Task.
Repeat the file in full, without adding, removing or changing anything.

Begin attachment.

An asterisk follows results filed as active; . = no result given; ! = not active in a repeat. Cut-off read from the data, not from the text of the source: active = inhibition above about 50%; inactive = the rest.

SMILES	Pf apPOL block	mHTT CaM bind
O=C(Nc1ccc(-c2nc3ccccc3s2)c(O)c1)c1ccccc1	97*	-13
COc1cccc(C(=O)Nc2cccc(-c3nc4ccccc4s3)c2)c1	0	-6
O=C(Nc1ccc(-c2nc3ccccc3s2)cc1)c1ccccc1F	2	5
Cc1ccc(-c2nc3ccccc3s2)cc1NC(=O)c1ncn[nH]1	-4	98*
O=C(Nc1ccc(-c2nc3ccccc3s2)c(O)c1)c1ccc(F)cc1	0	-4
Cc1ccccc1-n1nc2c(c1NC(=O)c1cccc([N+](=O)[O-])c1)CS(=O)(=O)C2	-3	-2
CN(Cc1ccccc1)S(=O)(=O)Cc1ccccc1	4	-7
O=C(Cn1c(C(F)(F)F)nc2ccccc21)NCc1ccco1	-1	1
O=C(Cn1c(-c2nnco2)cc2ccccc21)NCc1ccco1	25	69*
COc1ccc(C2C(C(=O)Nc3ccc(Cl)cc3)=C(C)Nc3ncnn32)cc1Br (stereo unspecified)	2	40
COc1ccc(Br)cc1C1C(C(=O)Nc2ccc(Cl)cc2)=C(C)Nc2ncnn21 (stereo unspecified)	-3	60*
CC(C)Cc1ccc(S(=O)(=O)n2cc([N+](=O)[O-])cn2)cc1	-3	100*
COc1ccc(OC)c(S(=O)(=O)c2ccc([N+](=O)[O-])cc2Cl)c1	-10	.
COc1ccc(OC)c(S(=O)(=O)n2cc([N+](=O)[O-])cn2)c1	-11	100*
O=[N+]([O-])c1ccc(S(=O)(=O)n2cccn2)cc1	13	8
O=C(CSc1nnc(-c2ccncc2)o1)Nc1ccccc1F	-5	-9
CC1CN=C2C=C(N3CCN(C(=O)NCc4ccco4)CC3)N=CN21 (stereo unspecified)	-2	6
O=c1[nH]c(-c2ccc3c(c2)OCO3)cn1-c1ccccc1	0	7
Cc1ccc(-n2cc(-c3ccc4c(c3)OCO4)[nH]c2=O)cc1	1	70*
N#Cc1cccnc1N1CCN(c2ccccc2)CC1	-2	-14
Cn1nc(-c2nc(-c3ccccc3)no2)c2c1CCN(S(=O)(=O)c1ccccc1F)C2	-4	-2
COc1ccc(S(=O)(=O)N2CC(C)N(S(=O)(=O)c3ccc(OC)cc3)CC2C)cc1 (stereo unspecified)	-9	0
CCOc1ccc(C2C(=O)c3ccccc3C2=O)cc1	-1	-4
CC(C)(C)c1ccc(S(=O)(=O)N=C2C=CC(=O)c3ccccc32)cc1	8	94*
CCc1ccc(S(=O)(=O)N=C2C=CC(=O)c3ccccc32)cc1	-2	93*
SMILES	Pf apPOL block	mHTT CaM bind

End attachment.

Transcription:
An asterisk follows results filed as active; . = no result given; ! = not active in a repeat. Cut-off read from the data, not from the text of the source: active = inhibition above about 50%; inactive = the rest.

SMILES	Pf apPOL block	mHTT CaM bind
O=C(Nc1ccc(-c2nc3ccccc3s2)c(O)c1)c1ccccc1	97*	-13
COc1cccc(C(=O)Nc2cccc(-c3nc4ccccc4s3)c2)c1	0	-6
O=C(Nc1ccc(-c2nc3ccccc3s2)cc1)c1ccccc1F	2	5
Cc1ccc(-c2nc3ccccc3s2)cc1NC(=O)c1ncn[nH]1	-4	98*
O=C(Nc1ccc(-c2nc3ccccc3s2)c(O)c1)c1ccc(F)cc1	0	-4
Cc1ccccc1-n1nc2c(c1NC(=O)c1cccc([N+](=O)[O-])c1)CS(=O)(=O)C2	-3	-2
CN(Cc1ccccc1)S(=O)(=O)Cc1ccccc1	4	-7
O=C(Cn1c(C(F)(F)F)nc2ccccc21)NCc1ccco1	-1	1
O=C(Cn1c(-c2nnco2)cc2ccccc21)NCc1ccco1	25	69*
COc1ccc(C2C(C(=O)Nc3ccc(Cl)cc3)=C(C)Nc3ncnn32)cc1Br (stereo unspecified)	2	40
COc1ccc(Br)cc1C1C(C(=O)Nc2ccc(Cl)cc2)=C(C)Nc2ncnn21 (stereo unspecified)	-3	60*
CC(C)Cc1ccc(S(=O)(=O)n2cc([N+](=O)[O-])cn2)cc1	-3	100*
COc1ccc(OC)c(S(=O)(=O)c2ccc([N+](=O)[O-])cc2Cl)c1	-10	.
COc1ccc(OC)c(S(=O)(=O)n2cc([N+](=O)[O-])cn2)c1	-11	100*
O=[N+]([O-])c1ccc(S(=O)(=O)n2cccn2)cc1	13	8
O=C(CSc1nnc(-c2ccncc2)o1)Nc1ccccc1F	-5	-9
CC1CN=C2C=C(N3CCN(C(=O)NCc4ccco4)CC3)N=CN21 (stereo unspecified)	-2	6
O=c1[nH]c(-c2ccc3c(c2)OCO3)cn1-c1ccccc1	0	7
Cc1ccc(-n2cc(-c3ccc4c(c3)OCO4)[nH]c2=O)cc1	1	70*
N#Cc1cccnc1N1CCN(c2ccccc2)CC1	-2	-14
Cn1nc(-c2nc(-c3ccccc3)no2)c2c1CCN(S(=O)(=O)c1ccccc1F)C2	-4	-2
COc1ccc(S(=O)(=O)N2CC(C)N(S(=O)(=O)c3ccc(OC)cc3)CC2C)cc1 (stereo unspecified)	-9	0
CCOc1ccc(C2C(=O)c3ccccc3C2=O)cc1	-1	-4
CC(C)(C)c1ccc(S(=O)(=O)N=C2C=CC(=O)c3ccccc32)cc1	8	94*
CCc1ccc(S(=O)(=O)N=C2C=CC(=O)c3ccccc32)cc1	-2	93*
SMILES	Pf apPOL block	mHTT CaM bind